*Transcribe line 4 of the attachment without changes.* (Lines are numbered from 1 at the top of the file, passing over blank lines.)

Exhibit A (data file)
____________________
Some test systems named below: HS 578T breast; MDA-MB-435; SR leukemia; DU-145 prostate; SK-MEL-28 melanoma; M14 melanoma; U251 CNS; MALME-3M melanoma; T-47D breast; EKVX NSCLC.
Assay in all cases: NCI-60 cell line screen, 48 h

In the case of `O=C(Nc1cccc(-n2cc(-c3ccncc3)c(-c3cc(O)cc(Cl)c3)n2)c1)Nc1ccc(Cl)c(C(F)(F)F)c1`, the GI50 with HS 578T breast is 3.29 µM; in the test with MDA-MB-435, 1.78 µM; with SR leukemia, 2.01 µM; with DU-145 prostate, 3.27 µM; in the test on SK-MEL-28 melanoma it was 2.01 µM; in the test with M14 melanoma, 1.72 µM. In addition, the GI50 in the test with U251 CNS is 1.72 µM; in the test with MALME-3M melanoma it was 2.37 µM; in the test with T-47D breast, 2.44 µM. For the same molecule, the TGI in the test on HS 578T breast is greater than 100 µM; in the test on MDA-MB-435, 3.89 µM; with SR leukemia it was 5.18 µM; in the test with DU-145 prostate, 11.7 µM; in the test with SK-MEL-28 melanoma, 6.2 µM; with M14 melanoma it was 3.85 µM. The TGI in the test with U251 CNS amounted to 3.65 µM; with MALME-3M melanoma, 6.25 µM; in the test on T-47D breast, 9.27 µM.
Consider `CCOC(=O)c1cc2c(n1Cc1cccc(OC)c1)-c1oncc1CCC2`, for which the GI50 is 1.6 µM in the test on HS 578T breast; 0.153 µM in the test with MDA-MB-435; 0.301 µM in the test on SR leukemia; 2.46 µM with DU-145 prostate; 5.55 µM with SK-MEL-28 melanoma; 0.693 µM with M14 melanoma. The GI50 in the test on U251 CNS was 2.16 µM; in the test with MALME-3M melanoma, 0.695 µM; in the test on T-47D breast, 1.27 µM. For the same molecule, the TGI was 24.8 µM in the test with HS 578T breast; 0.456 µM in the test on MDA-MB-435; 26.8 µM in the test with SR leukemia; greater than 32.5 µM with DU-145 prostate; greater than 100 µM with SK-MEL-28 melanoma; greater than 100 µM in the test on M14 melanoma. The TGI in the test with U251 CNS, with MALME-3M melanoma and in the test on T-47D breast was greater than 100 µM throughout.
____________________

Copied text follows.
Consider `CCOC(=O)c1cc2c(n1Cc1cccc(OC)c1)-c1oncc1CCC2`, for which the GI50 is 1.6 µM in the test on HS 578T breast; 0.153 µM in the test with MDA-MB-435; 0.301 µM in the test on SR leukemia; 2.46 µM with DU-145 prostate; 5.55 µM with SK-MEL-28 melanoma; 0.693 µM with M14 melanoma. The GI50 in the test on U251 CNS was 2.16 µM; in the test with MALME-3M melanoma, 0.695 µM; in the test on T-47D breast, 1.27 µM. For the same molecule, the TGI was 24.8 µM in the test with HS 578T breast; 0.456 µM in the test on MDA-MB-435; 26.8 µM in the test with SR leukemia; greater than 32.5 µM with DU-145 prostate; greater than 100 µM with SK-MEL-28 melanoma; greater than 100 µM in the test on M14 melanoma. The TGI in the test with U251 CNS, with MALME-3M melanoma and in the test on T-47D breast was greater than 100 µM throughout.